Unnatural Habits is one of the more memorable entries in the series, in that it has a lot of social commentary and some really appalling details which are, as far as I can tell, historically accurate, like the laundry run by nuns, the lying in homes where unmarried women had their babies and they were taken away, white slavery, etc. There’s also some interesting stuff with the Blue Cat Club — a gay club which apparently really existed — and the newspaper office where Polly Kettle, wannabe ace reporter, works. Phryne gets into quite a lot of trouble in this one, and the expanded circle of her minions, including Tinker, stand her in good stead.
The book also has the delightful side plot that someone is going around in a nun’s habit, knocking men out, and very skillfully and carefully operating on them so they can’t have any more children, in cases where they mistreat their wives/children, don’t provide for them, etc, etc. It’s problematic, of course, because it’s an assault, but it’s also just glorious poetic justice in a fictional context, so I don’t feel too bad for laughing about it.
The ending is predictably dramatic, and Phryne predictably kickass in bringing things to a neat conclusion. And I love the glimpses we get beyond her armour in her reaction to the laundries and what she sees in the lying in home.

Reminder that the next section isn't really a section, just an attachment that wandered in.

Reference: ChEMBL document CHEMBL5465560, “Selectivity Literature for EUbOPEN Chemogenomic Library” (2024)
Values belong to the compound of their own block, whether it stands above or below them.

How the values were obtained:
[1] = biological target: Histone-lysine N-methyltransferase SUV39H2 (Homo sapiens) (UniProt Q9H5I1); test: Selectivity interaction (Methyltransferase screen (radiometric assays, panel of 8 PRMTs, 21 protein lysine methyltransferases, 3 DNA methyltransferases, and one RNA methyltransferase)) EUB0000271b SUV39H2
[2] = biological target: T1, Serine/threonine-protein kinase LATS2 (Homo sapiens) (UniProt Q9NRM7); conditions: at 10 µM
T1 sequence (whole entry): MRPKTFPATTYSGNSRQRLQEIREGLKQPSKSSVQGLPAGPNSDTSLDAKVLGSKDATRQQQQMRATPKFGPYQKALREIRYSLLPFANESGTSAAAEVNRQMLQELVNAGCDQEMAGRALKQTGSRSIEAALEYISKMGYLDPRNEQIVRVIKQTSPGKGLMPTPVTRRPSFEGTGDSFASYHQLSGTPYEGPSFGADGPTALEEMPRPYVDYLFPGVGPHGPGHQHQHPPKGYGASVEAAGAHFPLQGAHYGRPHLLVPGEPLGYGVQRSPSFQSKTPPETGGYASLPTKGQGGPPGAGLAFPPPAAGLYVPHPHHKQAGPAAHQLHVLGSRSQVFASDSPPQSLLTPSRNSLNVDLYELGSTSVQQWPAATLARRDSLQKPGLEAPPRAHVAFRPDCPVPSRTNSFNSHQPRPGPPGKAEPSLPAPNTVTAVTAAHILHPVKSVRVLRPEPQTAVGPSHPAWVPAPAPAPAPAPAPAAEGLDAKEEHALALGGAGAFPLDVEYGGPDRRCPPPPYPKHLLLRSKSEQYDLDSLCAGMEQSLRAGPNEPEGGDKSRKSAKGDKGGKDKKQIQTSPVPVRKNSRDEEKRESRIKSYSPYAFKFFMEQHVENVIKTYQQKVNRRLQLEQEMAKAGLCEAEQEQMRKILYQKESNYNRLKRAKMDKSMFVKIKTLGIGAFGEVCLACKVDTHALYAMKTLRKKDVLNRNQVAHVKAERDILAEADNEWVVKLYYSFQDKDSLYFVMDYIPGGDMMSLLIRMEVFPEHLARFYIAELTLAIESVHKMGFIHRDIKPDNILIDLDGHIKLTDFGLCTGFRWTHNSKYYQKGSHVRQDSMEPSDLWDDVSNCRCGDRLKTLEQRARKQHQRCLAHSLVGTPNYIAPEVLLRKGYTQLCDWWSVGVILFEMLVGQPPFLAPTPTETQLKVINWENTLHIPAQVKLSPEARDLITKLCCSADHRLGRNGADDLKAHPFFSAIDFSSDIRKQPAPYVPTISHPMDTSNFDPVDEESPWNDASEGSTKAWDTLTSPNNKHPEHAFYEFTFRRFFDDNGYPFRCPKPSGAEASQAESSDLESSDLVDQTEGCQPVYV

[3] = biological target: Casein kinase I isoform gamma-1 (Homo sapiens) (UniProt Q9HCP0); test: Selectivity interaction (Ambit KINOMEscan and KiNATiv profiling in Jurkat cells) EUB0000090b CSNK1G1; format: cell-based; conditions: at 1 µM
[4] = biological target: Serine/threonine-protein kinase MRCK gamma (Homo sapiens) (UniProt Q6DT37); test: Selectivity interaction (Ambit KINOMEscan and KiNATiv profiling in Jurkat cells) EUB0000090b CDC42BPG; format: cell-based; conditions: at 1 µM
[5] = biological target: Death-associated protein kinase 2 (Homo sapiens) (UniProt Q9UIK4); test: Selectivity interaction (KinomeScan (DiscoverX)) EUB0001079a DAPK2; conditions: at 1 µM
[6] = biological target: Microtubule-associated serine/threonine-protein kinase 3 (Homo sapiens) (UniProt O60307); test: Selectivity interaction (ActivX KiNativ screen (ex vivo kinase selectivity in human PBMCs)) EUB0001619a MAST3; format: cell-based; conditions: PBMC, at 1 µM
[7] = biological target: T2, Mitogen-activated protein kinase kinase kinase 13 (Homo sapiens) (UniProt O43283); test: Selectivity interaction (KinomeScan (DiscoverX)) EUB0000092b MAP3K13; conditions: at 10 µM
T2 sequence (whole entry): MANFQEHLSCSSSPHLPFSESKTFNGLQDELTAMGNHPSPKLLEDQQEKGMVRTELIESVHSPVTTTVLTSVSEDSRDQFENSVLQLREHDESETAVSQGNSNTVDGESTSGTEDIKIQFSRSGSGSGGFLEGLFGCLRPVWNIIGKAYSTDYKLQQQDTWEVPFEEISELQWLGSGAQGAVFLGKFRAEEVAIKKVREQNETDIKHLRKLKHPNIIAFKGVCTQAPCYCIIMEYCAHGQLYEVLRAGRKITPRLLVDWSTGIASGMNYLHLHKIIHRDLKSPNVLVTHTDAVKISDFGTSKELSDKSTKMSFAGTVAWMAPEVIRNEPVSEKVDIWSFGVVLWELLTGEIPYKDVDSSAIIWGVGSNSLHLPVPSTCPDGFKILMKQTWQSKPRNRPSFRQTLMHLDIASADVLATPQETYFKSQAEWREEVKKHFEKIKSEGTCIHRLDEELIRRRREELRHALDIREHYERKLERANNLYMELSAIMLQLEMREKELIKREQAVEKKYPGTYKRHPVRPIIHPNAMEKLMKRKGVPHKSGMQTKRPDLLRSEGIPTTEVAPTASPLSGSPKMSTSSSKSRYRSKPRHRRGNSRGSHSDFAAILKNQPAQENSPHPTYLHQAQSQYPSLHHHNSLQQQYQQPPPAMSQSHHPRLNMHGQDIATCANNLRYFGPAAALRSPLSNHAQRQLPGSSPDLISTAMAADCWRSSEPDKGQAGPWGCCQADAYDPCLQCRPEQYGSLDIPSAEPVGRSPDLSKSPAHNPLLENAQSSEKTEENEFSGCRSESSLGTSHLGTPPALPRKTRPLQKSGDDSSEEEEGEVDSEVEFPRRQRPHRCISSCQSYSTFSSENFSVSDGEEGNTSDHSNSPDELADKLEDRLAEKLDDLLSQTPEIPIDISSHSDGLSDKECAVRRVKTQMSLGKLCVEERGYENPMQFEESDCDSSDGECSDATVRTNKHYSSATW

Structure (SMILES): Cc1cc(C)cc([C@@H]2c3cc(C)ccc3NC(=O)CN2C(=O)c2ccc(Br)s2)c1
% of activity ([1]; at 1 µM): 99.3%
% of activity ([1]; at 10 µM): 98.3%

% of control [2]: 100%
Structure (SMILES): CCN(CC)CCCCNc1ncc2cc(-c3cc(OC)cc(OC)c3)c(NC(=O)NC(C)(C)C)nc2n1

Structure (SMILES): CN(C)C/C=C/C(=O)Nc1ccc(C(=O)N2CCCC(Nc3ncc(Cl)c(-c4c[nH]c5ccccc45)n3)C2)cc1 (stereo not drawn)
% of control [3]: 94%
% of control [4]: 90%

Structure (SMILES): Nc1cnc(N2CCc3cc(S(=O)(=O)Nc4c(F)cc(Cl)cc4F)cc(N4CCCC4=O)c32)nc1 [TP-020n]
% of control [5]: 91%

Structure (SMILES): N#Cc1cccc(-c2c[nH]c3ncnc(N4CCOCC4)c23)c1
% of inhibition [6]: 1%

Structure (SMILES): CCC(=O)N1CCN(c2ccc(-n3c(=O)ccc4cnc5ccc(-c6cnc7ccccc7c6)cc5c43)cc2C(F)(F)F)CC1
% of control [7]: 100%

Dead Man’s Chest takes Phryne from the comforts of her own home to an attempted holiday, much in the vein of Peter and Harriet’s honeymoon in Sayers’ Lord Peter books, that is to say: a busman’s holiday. For all that, it’s a reasonably relaxed mystery, without too many dead bodies or late night attacks. There’s one or two nastier elements, but for the most part it focuses on Ruth getting to play house. In fact, the nastier element is almost entirely glossed over…
In this book, a new character joins the cast, and I rather hope he’ll be a recurring one. Enter Tinker: a young boy who spends most of his time gadding about and isn’t any too clean or conscientious, until Phryne gets her hands on him. He quickly finds a place in the household, and it doesn’t feel forced; I quickly found myself interested in what Tinker was up to and what was going to happen to him. (And poor Gaston, the dog.)
Some of the usual elements are missing here — I don’t think there’s a single sex scene? — but for the most part, it’s what you’d expect from a holiday with Phryne. It captures the feel of a long warm day pretty well, too — and I’d say you can almost taste the gin and tonic, but I have no idea what that tastes like (and not much inclination to find out).
I think these books have essentially stopped surprising me at all, and instead become something comforting that comes out more or less as I’d expect, and deals with characters you can mostly sympathise with and like. There’s a place for that kind of reading, and I’m not disparaging it at all: it’s just that the Miss Fisher mysteries do somewhat lose their spice as they go along, because you get used to it.
Murder on a Midsummer Night is not the most striking entry in the series, but if you’re here for Phryne and her found family, her lavish lifestyle and her relationships with the people around her, it’s just what you’d expect. Lin Chung gets to use some of his talents from past books, setting up a creepy seance using his magician’s tricks, and Dot has her own sleuthing work to do on one case, while Phryne deals with another.